Judy Carmichael - Come and Get It
Piano Jazz, Women of Jazz

Paulinho Garcia - My Very Life
Vocal Jazz, Latin Jazz

Mikkel Ploug, Sissel Vera Pettersen and Joachim Badenhorst - Equilibrium
Cutting Edge, Avant-Garde Jazz

Dominick Farinacci - Lovers , Tales & Dances
New School, Modern Mainstream, Trumpet Jazz

Tony Do Rosario - New Beginnings
Guitar Jazz, New School, Modern Mainstream

Larry Gray - 1, 2, 3...
New School, Modern Mainstram, Covering All the Bassists

Steven Hashimoto - Tradewind
New School, Modern Mainstream, Covering All the Bassists

Marshall Vente - Marshall Arts
Piano Jazz, Latin Jazz, Modern Mainstream

Thursday, April 16, 2009

AccuJazz News: Roll-Out Continues With "Organ Jazz"

What's that? It's already new channel time again? Wasn't it just yesterday that we introduced the exciting new channel, "Composers: Bird and Diz"? No, it was already a week ago? Wow, time sure flies when you're listening to great jazz.

This week's new channel is "Organ Jazz," and it's all about the awesome, underrated Hammond B3 organ and the masterful men and women who made so much good music on it. The channel is playing about 400 tunes by artists from Jimmy Smith to John Medeski. Like all AccuJazz channels, it's available all the time and is totally free to use.

Sure, you've probably heard Smith's "Back at the Chicken Shack" and Larry Young's "Unity," but have you heard Big John Patton and Bobby Hutcherson team up on Patton's "Let 'Em Roll," or the soulful Shirley Scott with then-husband Stanley Turrentine on "Blue Flames"? What about the excellent new CD by Dr. Lonnie Smith, "Rise Up!"? You'll hear these recordings and lots more on the channel.

Jazz organ has a special place in my heart right now because my most recent project in my professional musician role (I'm a drummer) is a new organ trio I started with two of my friends. I was never too into organists before this year (except for the aforementioned Larry Young record), but have really grown to appreciate the amazing artistry of the great organists. There's just nothing like the funky, soothing sounds of a B3. You can listen to my organ trio on our humble MySpace page here. As a discriminating programmer, I've decided not to play our demo CD on the organ channel.

Well, go on now, and listen to the channel at Then let us know what you think. Too much of one artist? Glaring ommissions of others? Not enough variety? Absolutely perfect? Give feedback right here in the comments section or on Twitter, Facebook, MySpace, or the ShoutBox on the AccuJazz home page.

Thursday, April 9, 2009

AccuJazz News: Roll-Out Continues With "Composers: Bird and Diz"

This week's new channel is the third addition to the "Jazz by Composer" category, and it's all about Charlie Parker and Dizzy Gillespie, known to jazz fans as "Bird" and "Diz," respectively. While we all think of the innovations of Bebop as mostly pertaining to improvisation, it also ushered in a golden age of jazz composition. Bird and Diz wrote prolifically, and contributed a number of standards to the repertoire.

Tunes like "Now's the Time," "A Night in Tunisia," "Yardbird Suite," and "Salt Peanuts" are as prevalent in jazz recordings and jam sessions as old Tin Pan Alley favorites like "All the Things You Are," and "What is This Thing Called Love." While you'll hear plenty of the aforementioned Bird and Diz tunes on this channel, you'll also have the opportunity to hear many of their lesser-known compositions performed by a diverse cast of musicians.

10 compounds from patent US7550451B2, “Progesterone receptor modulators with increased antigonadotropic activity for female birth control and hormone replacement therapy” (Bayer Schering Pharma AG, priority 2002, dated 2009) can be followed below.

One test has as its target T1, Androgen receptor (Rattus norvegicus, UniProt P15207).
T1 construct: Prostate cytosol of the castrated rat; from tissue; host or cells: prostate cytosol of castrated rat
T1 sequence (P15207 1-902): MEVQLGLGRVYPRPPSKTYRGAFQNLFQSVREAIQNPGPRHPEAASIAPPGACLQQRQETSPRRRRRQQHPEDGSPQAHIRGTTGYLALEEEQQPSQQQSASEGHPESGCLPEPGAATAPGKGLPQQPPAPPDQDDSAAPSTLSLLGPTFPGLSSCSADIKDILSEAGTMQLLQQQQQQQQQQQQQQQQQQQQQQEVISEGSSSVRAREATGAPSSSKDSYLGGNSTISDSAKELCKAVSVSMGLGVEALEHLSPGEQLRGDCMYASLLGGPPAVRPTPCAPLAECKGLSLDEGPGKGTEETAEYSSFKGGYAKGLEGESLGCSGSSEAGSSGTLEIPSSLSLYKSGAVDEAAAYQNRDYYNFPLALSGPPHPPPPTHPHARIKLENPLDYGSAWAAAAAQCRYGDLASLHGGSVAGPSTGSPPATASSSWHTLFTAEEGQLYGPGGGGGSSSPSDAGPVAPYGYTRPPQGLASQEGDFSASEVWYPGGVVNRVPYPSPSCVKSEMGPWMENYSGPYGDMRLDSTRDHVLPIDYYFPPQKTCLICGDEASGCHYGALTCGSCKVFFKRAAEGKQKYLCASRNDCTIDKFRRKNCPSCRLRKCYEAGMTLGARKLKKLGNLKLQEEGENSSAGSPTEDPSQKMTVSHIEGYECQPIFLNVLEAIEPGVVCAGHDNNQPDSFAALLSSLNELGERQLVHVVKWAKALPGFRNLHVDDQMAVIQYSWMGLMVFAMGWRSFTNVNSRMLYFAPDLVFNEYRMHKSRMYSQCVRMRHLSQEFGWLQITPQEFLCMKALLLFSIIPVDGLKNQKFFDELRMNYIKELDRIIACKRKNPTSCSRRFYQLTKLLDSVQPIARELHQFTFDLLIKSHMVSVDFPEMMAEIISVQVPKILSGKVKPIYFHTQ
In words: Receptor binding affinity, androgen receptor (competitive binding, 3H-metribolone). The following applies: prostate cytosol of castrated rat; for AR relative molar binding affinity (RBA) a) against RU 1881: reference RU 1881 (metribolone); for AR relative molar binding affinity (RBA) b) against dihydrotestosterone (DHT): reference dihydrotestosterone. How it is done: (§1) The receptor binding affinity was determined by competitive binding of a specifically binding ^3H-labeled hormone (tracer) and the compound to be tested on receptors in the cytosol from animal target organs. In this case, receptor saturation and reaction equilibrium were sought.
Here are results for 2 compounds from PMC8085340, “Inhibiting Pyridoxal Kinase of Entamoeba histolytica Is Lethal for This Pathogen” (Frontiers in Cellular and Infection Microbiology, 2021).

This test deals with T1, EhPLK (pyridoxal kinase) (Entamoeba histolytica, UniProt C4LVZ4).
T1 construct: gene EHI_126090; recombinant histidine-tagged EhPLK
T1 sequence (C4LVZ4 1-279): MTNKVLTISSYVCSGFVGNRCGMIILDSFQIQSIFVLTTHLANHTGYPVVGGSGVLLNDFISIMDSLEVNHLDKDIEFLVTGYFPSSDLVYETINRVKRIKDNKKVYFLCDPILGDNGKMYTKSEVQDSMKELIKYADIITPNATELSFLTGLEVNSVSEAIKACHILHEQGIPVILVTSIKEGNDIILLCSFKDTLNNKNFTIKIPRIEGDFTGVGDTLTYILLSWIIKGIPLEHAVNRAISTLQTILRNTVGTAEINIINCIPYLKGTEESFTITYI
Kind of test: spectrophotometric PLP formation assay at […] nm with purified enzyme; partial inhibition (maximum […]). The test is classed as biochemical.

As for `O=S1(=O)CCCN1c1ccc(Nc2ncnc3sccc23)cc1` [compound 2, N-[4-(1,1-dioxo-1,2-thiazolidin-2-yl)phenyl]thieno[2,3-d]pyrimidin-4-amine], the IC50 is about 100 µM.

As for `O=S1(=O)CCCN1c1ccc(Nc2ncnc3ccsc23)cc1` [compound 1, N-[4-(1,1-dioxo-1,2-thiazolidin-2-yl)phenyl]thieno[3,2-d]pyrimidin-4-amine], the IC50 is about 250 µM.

Some rare gems have come up on my recent listens.There's the version of Bird's "Dewey Square" performed, on piano, by avant-garde reed master Anthony Braxton, from his 1995 album "Seven Standards." There's also an adventurous 7/4 reading of Bird's "Confirmation" by the young saxophonist John Ellis, and a whole album's worth of lesser-known Parker tunes performed by a drummer-less trio led by trumpeter Roy Hargrove ("Parker's Mood").

Whether you're a bebop expert or curious as to what all the fuss is about, this new channel is definitely worth checking out. Listen now and let me know what you think right here on the blog or on Twitter, Facebook, MySpace, or the ShoutBox on the AccuJazz homepage.

Thursday, April 2, 2009

AccuJazz News: Roll-Out Continues With "Modern Mainstream"

New channel alert! This week it's another addition to the "Jazz by Style", and it's all about the giants of modern jazz. Sporting an appealing, alliterative title, "Modern Mainstream" plays music that represents the major musical currents jazz has followed in the last three decades.

Upon first listening to the new channel today I heard these three tunes: one from Blue Note 7's recent album Mosaic, then a track from Joe Lovano's recent collaboration with big-band and symphony orchestra, Symphonica, then the title track from the Keith Jarrett trio's newest live disc, Yesterdays. These three selections happened to be exclusively from recent albums by giants of modern jazz, but there are also many lesser-known artists playing who fall into the "Modern Mainstream" category.

There is a lot of stylistic variation in the play list, from French harmonica stylist Olivier Ker Ourio to the young hip-hop-tinged trumpeter Maurice Brown, for example. But the common thread is that this is modern jazz that isn't too rigidly tethered to the traditions of the past and isn't too bent on being "cutting edge"either (the title of another one of our "Jazz by Style" channels). Also: no fusion.

Though I consider myself more a fan of the cutting edge, I'm surprised at how much I thoroughly enjoy listening to this channel. It very well may become one of my favorites. How can you really argue with the Blue Note 7, Joe Lovano and Keith Jarrett?

Well, go on and listen, and let me know what you think by commenting here, or via Twitter, MySpace, Facebook, or the ShoutBox on the AccuJazz home page. Suggestions for other artists? Think we wrongly put someone in the Modern Mainstream category? Let me know!